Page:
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Supplement C: Preparedness and Response In Healthcare Facilities

Public Health Guidance for Community-Level Preparedness and Response to Severe Acute Respiratory Syndrome (SARS) Version 2/3*

NOTICE

Since 2004, there have not been any known cases of SARS reported anywhere in the world. The content in this Web site was developed for the 2003 SARS epidemic. But, some guidelines are still being used. Any new SARS updates will be posted on this Web site.

Contents of this Section

Title

Section PDF

Summary
I. Rationale and Goals
II. Lessons Learned
III. Preparedness Planning for Healthcare Facilities
IV. Recommended Preparedness and Response Activities in Healthcare Facilities
V. Community Healthcare Delivery Issues
References
Appendix C1: Matrices for SARS Response in Healthcare Facilities
Appendix C2: Checklist for SARS Preparedness in Healthcare Facilities

Footnote *


The current version of Supplement C emphasizes that SARS preparedness and response planning in healthcare facilities should not occur in a vacuum but rather should build on existing preparedness activities and relationships with the public health community. Although healthcare facilities will likely play a key role in the follow-up of exposed patients and healthcare workers, it will be important to coordinate these activities with the local health department, especially for patients being discharged and for healthcare workers who live in the community. Supplement C now recommends that healthcare facilities work with health departments to coordinate this follow-up. Because activity restrictions for healthcare workers who have been exposed to SARS-CoV might depend on the level of SARS-CoV transmission in the community, Supplement C now recommends coordinating decisions on these restrictions with the health department, in accordance with the guidance in Supplement D.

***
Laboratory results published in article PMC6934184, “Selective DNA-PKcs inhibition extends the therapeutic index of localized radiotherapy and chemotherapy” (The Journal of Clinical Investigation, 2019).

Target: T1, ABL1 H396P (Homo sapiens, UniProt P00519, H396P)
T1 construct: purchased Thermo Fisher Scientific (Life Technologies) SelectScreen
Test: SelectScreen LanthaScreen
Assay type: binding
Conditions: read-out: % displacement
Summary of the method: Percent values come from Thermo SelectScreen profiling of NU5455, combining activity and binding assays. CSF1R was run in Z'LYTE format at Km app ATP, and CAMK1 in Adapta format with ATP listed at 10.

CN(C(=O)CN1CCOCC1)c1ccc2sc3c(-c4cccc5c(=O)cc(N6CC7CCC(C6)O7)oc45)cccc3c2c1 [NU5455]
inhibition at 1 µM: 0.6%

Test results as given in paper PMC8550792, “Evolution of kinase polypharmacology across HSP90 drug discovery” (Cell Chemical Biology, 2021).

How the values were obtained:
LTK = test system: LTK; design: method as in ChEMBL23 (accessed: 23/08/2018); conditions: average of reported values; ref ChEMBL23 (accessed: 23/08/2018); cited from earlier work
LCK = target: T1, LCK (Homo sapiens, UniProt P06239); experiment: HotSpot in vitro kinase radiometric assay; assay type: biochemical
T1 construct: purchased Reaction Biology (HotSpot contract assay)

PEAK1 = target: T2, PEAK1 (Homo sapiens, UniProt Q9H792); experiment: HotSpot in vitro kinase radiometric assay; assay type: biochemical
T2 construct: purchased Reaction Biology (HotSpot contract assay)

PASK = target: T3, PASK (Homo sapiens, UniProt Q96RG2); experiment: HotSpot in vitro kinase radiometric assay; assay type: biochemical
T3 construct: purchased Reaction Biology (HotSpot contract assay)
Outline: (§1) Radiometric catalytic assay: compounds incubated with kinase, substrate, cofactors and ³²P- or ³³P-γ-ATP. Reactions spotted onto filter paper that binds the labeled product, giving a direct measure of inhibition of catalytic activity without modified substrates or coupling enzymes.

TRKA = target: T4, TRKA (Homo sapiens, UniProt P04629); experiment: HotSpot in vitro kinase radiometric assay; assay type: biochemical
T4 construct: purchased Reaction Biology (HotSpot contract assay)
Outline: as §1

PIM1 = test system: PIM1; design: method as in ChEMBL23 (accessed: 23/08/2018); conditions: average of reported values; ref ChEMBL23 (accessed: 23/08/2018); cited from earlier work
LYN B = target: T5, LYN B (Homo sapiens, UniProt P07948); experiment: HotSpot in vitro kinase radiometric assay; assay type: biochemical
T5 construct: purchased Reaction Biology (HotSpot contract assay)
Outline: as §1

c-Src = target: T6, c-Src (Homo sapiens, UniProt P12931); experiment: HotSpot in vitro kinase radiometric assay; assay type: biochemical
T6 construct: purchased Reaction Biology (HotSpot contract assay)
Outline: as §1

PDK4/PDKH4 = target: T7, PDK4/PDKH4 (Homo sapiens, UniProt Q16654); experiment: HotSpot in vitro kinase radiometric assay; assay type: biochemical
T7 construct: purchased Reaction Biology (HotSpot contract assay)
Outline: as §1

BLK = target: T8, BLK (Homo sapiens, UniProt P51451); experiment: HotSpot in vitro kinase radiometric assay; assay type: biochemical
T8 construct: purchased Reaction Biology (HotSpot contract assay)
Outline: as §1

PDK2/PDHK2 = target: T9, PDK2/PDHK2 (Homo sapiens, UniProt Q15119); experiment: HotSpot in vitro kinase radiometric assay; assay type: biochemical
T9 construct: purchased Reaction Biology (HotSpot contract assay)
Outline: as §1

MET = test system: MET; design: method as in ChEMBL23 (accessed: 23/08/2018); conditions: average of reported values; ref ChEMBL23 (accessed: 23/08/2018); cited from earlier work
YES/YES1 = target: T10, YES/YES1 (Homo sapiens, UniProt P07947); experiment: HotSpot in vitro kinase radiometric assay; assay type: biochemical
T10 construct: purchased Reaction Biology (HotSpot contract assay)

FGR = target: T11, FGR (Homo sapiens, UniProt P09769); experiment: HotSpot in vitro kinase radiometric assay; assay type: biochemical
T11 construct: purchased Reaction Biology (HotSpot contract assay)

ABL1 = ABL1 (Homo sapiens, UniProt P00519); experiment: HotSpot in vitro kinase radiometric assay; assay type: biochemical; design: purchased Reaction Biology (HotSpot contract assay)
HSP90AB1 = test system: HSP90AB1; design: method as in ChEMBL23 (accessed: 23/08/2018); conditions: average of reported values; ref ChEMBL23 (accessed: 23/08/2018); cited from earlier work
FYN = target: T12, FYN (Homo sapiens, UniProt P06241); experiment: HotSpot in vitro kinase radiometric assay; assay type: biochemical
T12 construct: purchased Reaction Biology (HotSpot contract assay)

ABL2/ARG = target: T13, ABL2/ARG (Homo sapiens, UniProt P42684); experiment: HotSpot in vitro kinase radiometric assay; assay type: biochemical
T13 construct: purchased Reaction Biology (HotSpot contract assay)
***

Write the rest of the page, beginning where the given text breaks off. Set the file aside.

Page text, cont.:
The recommendations for surveillance in healthcare settings have been revised for consistency with the recommendations in Supplement B. The guidance clarifies that, in patients who have epidemiologic links to SARS-CoV, the presence of either fever or lower respiratory symptoms should prompt further evaluation. In addition, in accordance with the new SARS case definition, when persons have a high risk of exposure to SARS-CoV (e.g., persons previously identified through contact tracing or self-identified as close contacts of a laboratory-confirmed case of SARS-CoV disease; persons who are epidemiologically linked to a laboratory-confirmed case of SARS-CoV disease), the clinical criteria should be expanded to include, in addition to fever or lower respiratory symptoms, the presence of two or more other early symptoms of SARS-CoV disease.

The term "universal respiratory etiquette" has been changed to "respiratory hygiene/cough etiquette." Because patients with respiratory infections may not present with fever, the document clarifies that the recommended practices apply to all patients with symptoms of a respiratory infection.

The section on staffing emphasizes that healthcare workers will need logistical and emotional support to help them cope with the challenges of responding to a SARS outbreak.

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